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Hands-on gaming: Linkhorne Middle students construct lawn games during camp

Hands-on gaming: Linkhorne Middle students construct lawn games during camp

By Liz Ramos

Linkhorne Middle School rising eighth grader Micah Burford struggled to put his left hand on a red circle during a game of Twister on Thursday morning.

E’Monie Cashwell, 13, then instructed Nazreana Petty, both rising eighth graders, to put her right foot on a yellow circle.

After a few seconds of trying to maneuver around Micah, Nazreana, 13, fell onto the homemade Twister cloth board.

The three middle schoolers were outside Vector Space in downtown Lynchburg with seven other Linkhorne Middle School students Thursday morning playing lawn games they built or created during the 21st Century Summer Blast program this week.

Monday through Wednesday, the 10 students spent time at Vector Space with two of the business’ instructors learning how to use power tools, measure and other skills to build games such as cornhole, ladder golf, Twister and Jenga. Vector Space is a local nonprofit and makerspace.

The group spent Thursday outside playing the games, which included a giant Jenga game, ladder golf, scoreboard, Twister and cornhole. The cornhole boards were decorated with E.C. Glass and Heritage high school logos and school colors.

Linkhorne Middle School and Vector Space have been partnering through the 21st Century program to provide after school and summer programs for students for about two and a half years. The 21st Century grant pays for the camp.

Vector Space Executive Director and instructor Elise Spontarelli said each semester and each camp focuses on a handful of skills. This week’s camp focused on woodworking and carpentry skills including painting, sewing, measuring, cutting and putting pieces together, mostly with wood and PVC.

“Tradespeople and craftsmen tend to be people of an older generation, and we want to make sure that those skills are still alive. Getting youth in here and learning them is a start,” Spontarelli said.

Linkhorne Middle School 21st Century Grant Coordinator Tanita Anthony said to select which students will participate in the camp, she reached out to science and math teachers for recommendations on students who were “really enthusiastic” about Science, Technology, Engineering and Math projects.

Anthony said students applied concepts they learned in class to building the games.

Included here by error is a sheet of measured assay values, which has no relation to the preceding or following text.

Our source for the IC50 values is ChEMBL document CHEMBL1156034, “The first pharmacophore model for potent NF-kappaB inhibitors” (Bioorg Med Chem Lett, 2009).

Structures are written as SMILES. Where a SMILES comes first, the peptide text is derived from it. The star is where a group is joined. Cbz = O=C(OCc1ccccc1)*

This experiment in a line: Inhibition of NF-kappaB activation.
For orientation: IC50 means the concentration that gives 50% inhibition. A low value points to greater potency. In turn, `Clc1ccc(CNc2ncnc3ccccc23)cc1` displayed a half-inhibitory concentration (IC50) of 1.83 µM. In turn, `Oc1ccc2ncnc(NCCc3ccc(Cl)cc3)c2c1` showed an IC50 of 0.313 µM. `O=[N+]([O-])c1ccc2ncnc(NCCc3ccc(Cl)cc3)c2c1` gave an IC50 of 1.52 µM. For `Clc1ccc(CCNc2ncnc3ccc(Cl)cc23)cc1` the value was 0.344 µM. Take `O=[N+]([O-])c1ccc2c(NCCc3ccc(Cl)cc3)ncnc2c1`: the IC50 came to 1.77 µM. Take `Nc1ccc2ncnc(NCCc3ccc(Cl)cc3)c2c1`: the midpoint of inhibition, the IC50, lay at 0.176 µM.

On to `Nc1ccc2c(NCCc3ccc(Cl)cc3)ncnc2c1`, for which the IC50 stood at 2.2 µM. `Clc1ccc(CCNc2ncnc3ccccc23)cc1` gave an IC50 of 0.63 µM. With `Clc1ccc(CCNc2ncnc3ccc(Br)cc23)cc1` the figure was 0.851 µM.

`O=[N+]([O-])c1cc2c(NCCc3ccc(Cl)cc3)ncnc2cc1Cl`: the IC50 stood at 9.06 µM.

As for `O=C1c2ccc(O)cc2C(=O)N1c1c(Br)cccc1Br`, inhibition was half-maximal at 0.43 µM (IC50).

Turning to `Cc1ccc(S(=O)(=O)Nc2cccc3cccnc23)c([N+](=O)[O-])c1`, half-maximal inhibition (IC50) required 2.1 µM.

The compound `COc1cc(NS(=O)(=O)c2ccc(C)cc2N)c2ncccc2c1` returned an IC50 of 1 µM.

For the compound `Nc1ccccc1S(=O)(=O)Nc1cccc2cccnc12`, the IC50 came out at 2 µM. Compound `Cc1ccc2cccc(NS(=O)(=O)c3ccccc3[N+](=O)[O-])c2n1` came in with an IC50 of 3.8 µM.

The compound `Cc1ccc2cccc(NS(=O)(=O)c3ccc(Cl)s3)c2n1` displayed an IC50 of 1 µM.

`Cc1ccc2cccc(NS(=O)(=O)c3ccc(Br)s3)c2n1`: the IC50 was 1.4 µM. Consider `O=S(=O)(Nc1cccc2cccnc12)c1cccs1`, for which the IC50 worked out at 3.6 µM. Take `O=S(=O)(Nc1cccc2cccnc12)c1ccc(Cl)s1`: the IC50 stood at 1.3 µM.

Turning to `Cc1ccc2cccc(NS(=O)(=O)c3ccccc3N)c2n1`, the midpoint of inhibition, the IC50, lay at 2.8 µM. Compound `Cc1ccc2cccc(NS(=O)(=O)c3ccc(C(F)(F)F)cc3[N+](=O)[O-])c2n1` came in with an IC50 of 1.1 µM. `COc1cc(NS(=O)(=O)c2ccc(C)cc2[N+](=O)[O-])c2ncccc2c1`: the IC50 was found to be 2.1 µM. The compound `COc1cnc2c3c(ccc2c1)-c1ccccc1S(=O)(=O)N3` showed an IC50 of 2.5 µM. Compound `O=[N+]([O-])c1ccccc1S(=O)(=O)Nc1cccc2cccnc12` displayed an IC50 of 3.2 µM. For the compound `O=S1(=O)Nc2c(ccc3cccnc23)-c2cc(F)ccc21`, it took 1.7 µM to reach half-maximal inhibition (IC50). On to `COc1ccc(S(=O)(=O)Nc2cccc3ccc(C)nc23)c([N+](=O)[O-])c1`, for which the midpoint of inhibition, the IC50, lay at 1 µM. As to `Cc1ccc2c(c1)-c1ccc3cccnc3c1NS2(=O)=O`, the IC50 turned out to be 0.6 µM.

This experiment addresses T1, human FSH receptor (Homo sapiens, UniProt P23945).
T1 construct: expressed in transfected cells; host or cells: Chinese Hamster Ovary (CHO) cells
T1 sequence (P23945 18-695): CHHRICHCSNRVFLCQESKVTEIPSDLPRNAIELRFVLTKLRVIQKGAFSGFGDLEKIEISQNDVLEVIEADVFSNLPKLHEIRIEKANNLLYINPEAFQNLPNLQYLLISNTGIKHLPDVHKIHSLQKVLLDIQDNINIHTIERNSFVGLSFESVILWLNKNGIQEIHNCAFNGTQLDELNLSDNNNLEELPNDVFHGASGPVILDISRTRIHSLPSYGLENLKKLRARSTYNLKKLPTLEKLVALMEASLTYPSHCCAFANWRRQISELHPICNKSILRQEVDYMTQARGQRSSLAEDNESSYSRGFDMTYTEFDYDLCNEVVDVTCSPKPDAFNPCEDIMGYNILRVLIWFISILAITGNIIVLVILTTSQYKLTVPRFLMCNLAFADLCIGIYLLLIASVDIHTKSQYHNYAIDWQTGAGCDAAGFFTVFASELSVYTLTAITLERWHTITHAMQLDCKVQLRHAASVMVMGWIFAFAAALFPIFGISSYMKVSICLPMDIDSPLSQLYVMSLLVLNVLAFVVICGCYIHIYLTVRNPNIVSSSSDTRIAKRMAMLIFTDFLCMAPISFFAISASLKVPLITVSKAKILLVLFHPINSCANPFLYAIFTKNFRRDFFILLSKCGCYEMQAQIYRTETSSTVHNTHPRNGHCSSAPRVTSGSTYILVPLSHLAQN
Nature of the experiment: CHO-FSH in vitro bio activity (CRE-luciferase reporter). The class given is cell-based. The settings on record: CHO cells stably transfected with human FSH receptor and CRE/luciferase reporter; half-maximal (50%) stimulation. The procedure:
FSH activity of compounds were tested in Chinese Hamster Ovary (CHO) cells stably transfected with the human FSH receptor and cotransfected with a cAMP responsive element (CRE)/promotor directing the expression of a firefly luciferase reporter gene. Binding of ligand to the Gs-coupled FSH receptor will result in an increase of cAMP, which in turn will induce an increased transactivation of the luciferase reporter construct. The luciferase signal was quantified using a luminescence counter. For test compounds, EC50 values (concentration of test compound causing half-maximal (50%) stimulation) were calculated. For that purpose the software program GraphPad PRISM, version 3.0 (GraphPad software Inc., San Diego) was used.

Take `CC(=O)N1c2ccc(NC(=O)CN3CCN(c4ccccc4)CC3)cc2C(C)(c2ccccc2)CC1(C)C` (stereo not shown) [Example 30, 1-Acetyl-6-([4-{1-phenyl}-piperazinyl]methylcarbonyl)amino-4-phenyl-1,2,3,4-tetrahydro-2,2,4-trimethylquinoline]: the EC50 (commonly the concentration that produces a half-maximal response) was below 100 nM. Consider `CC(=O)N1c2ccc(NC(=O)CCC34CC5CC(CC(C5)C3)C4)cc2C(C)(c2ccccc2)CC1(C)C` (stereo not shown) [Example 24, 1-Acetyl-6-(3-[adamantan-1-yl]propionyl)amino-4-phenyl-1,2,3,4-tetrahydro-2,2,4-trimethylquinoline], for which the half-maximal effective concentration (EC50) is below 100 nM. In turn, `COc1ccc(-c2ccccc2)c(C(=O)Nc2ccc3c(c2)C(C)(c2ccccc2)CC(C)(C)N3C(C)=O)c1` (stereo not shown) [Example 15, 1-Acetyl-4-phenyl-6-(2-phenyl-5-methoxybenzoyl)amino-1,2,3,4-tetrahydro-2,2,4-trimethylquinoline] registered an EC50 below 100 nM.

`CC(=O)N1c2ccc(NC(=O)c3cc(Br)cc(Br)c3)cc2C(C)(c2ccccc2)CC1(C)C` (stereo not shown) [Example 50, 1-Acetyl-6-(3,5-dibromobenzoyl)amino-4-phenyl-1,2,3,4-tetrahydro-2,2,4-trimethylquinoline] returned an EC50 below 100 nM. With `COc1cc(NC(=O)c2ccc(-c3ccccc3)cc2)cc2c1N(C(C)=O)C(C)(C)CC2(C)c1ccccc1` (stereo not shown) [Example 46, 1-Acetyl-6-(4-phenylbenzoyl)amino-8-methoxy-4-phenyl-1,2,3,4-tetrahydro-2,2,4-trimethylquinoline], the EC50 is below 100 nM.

“The kids love it. They get hands-on experience with engineering, and they apply what they know and what they’ve learned from their math, English and art classes at Linkhorne and bring them over here and get to really implement what they’re learning in class,” Anthony said.

Spontarelli said the Vector Space team tries to think of projects that will not only be fun and interesting but also real and “not just make something for the sake of making it.”

“I could talk all day about why we measure things and cut things, but until they cut something wrong because they didn’t measure it and see that it doesn’t fit together that way, it doesn’t translate,” Spontarelli said.

Spontarelli said she enjoyed seeing students start the camp having no idea how to use power tools to learning and being able to expand their skill sets in just a few short days.

“They don’t have a lot of hands-on skills when they get here and then to actually see they made something they can play with is really great. They get to reap the rewards in this very week, and seeing the transformation in just a couple of days is really cool,” she said.

Many students said the camp was an opportunity for them to get out of their houses.

“I like doing stuff. I don’t like being bored over the summer, so I came here so I could have something to do,” said Brendalyn Bryant, a rising seventh grader.

Micah, 13, said the camp was a fun learning experience because the students worked together as a team to construct the games, and at the end of the camp they could play the games with their friends.

After the camp, the games will be taken to Linkhorne Middle to be used during the school year.

“I’m excited they get to take them back to their school and tell their classmates, ‘look I built this, I made this,’ and it gets to be something they get to enjoy and hopefully find pride in,” Spontarelli said.

Liz Ramos covers K-12 education for The News & Advance. Reach her at (434)385-5532.

Liz Ramos covers K-12 education for The News & Advance. Reach her at (434)385-5532.

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